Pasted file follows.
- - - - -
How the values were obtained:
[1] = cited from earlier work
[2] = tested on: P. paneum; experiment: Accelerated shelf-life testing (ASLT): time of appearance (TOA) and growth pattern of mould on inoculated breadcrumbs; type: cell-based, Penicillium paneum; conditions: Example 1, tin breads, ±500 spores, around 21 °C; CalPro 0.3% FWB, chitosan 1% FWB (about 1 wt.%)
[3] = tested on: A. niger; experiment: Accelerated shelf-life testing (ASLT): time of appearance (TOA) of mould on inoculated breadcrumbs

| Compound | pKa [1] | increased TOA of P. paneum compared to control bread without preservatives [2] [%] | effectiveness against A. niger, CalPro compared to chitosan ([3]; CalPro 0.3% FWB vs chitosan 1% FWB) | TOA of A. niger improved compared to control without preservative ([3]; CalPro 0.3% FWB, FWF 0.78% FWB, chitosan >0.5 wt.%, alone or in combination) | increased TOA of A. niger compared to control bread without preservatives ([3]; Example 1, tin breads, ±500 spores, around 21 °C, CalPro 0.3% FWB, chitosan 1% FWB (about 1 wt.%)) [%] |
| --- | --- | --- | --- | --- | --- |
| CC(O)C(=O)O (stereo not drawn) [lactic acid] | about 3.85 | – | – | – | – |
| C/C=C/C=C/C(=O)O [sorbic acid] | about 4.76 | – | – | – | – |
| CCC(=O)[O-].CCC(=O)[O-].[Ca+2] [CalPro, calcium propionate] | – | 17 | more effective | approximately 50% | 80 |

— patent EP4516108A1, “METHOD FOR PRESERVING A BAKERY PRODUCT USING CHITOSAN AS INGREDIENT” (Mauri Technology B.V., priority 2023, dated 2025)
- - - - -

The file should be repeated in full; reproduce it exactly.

How the values were obtained:
[1] = cited from earlier work
[2] = tested on: P. paneum; experiment: Accelerated shelf-life testing (ASLT): time of appearance (TOA) and growth pattern of mould on inoculated breadcrumbs; type: cell-based, Penicillium paneum; conditions: Example 1, tin breads, ±500 spores, around 21 °C; CalPro 0.3% FWB, chitosan 1% FWB (about 1 wt.%)
[3] = tested on: A. niger; experiment: Accelerated shelf-life testing (ASLT): time of appearance (TOA) of mould on inoculated breadcrumbs

| Compound | pKa [1] | increased TOA of P. paneum compared to control bread without preservatives [2] [%] | effectiveness against A. niger, CalPro compared to chitosan ([3]; CalPro 0.3% FWB vs chitosan 1% FWB) | TOA of A. niger improved compared to control without preservative ([3]; CalPro 0.3% FWB, FWF 0.78% FWB, chitosan >0.5 wt.%, alone or in combination) | increased TOA of A. niger compared to control bread without preservatives ([3]; Example 1, tin breads, ±500 spores, around 21 °C, CalPro 0.3% FWB, chitosan 1% FWB (about 1 wt.%)) [%] |
| --- | --- | --- | --- | --- | --- |
| CC(O)C(=O)O (stereo not drawn) [lactic acid] | about 3.85 | – | – | – | – |
| C/C=C/C=C/C(=O)O [sorbic acid] | about 4.76 | – | – | – | – |
| CCC(=O)[O-].CCC(=O)[O-].[Ca+2] [CalPro, calcium propionate] | – | 17 | more effective | approximately 50% | 80 |

— patent EP4516108A1, “METHOD FOR PRESERVING A BAKERY PRODUCT USING CHITOSAN AS INGREDIENT” (Mauri Technology B.V., priority 2023, dated 2025)